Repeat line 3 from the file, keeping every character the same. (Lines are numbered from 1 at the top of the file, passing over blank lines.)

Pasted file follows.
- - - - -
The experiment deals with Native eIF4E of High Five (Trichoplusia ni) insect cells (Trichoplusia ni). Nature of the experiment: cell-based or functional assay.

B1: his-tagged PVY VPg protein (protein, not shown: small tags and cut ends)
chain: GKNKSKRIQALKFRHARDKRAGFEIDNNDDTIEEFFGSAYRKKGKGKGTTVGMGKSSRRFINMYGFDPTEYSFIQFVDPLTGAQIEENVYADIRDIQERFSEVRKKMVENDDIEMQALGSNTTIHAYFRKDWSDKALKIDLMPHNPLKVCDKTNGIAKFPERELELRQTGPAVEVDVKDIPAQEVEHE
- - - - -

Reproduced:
chain: GKNKSKRIQALKFRHARDKRAGFEIDNNDDTIEEFFGSAYRKKGKGKGTTVGMGKSSRRFINMYGFDPTEYSFIQFVDPLTGAQIEENVYADIRDIQERFSEVRKKMVENDDIEMQALGSNTTIHAYFRKDWSDKALKIDLMPHNPLKVCDKTNGIAKFPERELELRQTGPAVEVDVKDIPAQEVEHE